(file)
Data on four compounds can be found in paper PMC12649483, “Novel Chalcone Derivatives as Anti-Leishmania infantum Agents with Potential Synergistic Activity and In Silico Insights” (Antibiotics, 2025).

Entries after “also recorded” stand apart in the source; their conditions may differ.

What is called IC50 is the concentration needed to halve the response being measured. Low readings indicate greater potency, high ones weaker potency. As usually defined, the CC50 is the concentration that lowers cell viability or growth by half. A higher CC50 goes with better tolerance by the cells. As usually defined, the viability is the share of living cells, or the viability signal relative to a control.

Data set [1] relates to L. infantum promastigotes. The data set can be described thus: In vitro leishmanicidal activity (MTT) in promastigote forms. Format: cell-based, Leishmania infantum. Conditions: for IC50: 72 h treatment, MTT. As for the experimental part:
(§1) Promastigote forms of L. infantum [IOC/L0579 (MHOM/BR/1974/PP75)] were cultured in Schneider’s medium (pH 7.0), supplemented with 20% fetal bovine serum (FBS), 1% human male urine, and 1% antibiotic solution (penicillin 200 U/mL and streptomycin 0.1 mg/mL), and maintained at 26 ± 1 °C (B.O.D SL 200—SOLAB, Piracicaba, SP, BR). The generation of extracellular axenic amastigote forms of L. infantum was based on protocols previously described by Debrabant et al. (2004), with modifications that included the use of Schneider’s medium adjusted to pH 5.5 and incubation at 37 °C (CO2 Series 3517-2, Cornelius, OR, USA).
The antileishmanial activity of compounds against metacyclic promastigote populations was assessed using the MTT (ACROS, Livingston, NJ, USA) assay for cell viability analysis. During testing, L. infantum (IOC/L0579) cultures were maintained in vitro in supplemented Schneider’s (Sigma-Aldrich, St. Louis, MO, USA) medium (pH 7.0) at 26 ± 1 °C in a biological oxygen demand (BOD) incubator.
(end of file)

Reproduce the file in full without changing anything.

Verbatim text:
Data on four compounds can be found in paper PMC12649483, “Novel Chalcone Derivatives as Anti-Leishmania infantum Agents with Potential Synergistic Activity and In Silico Insights” (Antibiotics, 2025).

Entries after “also recorded” stand apart in the source; their conditions may differ.

What is called IC50 is the concentration needed to halve the response being measured. Low readings indicate greater potency, high ones weaker potency. As usually defined, the CC50 is the concentration that lowers cell viability or growth by half. A higher CC50 goes with better tolerance by the cells. As usually defined, the viability is the share of living cells, or the viability signal relative to a control.

Data set [1] relates to L. infantum promastigotes. The data set can be described thus: In vitro leishmanicidal activity (MTT) in promastigote forms. Format: cell-based, Leishmania infantum. Conditions: for IC50: 72 h treatment, MTT. As for the experimental part:
(§1) Promastigote forms of L. infantum [IOC/L0579 (MHOM/BR/1974/PP75)] were cultured in Schneider’s medium (pH 7.0), supplemented with 20% fetal bovine serum (FBS), 1% human male urine, and 1% antibiotic solution (penicillin 200 U/mL and streptomycin 0.1 mg/mL), and maintained at 26 ± 1 °C (B.O.D SL 200—SOLAB, Piracicaba, SP, BR). The generation of extracellular axenic amastigote forms of L. infantum was based on protocols previously described by Debrabant et al. (2004), with modifications that included the use of Schneider’s medium adjusted to pH 5.5 and incubation at 37 °C (CO2 Series 3517-2, Cornelius, OR, USA).
The antileishmanial activity of compounds against metacyclic promastigote populations was assessed using the MTT (ACROS, Livingston, NJ, USA) assay for cell viability analysis. During testing, L. infantum (IOC/L0579) cultures were maintained in vitro in supplemented Schneider’s (Sigma-Aldrich, St. Louis, MO, USA) medium (pH 7.0) at 26 ± 1 °C in a biological oxygen demand (BOD) incubator.